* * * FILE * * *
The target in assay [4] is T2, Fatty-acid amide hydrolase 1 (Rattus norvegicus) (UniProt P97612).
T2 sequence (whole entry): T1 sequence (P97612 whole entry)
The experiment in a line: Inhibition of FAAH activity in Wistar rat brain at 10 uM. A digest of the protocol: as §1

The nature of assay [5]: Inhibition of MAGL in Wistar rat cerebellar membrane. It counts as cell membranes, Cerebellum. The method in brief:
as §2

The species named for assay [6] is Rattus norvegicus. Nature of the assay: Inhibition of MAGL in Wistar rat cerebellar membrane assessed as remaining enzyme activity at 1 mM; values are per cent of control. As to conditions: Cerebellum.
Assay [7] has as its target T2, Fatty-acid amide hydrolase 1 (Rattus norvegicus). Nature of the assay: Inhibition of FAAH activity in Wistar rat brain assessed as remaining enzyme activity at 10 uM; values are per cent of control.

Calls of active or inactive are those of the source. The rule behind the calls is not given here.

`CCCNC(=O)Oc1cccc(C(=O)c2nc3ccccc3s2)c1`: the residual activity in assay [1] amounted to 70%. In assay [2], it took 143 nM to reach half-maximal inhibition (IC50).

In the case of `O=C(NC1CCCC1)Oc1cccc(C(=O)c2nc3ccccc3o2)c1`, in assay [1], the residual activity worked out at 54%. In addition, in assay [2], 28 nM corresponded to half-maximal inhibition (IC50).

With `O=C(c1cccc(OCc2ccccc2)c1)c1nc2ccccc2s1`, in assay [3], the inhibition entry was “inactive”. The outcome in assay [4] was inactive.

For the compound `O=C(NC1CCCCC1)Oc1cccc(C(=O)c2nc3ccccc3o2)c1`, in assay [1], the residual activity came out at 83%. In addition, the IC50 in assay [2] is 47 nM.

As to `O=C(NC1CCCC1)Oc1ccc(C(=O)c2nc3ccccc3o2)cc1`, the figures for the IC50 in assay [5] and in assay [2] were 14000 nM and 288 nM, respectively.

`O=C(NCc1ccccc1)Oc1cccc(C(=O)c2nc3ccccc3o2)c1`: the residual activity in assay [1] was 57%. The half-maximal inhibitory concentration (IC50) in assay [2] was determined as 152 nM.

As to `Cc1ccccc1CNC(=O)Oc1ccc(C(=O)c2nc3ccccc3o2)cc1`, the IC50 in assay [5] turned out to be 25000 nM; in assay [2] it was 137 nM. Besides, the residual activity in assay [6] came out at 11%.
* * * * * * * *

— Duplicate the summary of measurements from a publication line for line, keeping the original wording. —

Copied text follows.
The target in assay [4] is T2, Fatty-acid amide hydrolase 1 (Rattus norvegicus) (UniProt P97612).
T2 sequence (whole entry): T1 sequence (P97612 whole entry)
The experiment in a line: Inhibition of FAAH activity in Wistar rat brain at 10 uM. A digest of the protocol: as §1

The nature of assay [5]: Inhibition of MAGL in Wistar rat cerebellar membrane. It counts as cell membranes, Cerebellum. The method in brief:
as §2

The species named for assay [6] is Rattus norvegicus. Nature of the assay: Inhibition of MAGL in Wistar rat cerebellar membrane assessed as remaining enzyme activity at 1 mM; values are per cent of control. As to conditions: Cerebellum.
Assay [7] has as its target T2, Fatty-acid amide hydrolase 1 (Rattus norvegicus). Nature of the assay: Inhibition of FAAH activity in Wistar rat brain assessed as remaining enzyme activity at 10 uM; values are per cent of control.

Calls of active or inactive are those of the source. The rule behind the calls is not given here.

`CCCNC(=O)Oc1cccc(C(=O)c2nc3ccccc3s2)c1`: the residual activity in assay [1] amounted to 70%. In assay [2], it took 143 nM to reach half-maximal inhibition (IC50).

In the case of `O=C(NC1CCCC1)Oc1cccc(C(=O)c2nc3ccccc3o2)c1`, in assay [1], the residual activity worked out at 54%. In addition, in assay [2], 28 nM corresponded to half-maximal inhibition (IC50).

With `O=C(c1cccc(OCc2ccccc2)c1)c1nc2ccccc2s1`, in assay [3], the inhibition entry was “inactive”. The outcome in assay [4] was inactive.

For the compound `O=C(NC1CCCCC1)Oc1cccc(C(=O)c2nc3ccccc3o2)c1`, in assay [1], the residual activity came out at 83%. In addition, the IC50 in assay [2] is 47 nM.

As to `O=C(NC1CCCC1)Oc1ccc(C(=O)c2nc3ccccc3o2)cc1`, the figures for the IC50 in assay [5] and in assay [2] were 14000 nM and 288 nM, respectively.

`O=C(NCc1ccccc1)Oc1cccc(C(=O)c2nc3ccccc3o2)c1`: the residual activity in assay [1] was 57%. The half-maximal inhibitory concentration (IC50) in assay [2] was determined as 152 nM.

As to `Cc1ccccc1CNC(=O)Oc1ccc(C(=O)c2nc3ccccc3o2)cc1`, the IC50 in assay [5] turned out to be 25000 nM; in assay [2] it was 137 nM. Besides, the residual activity in assay [6] came out at 11%.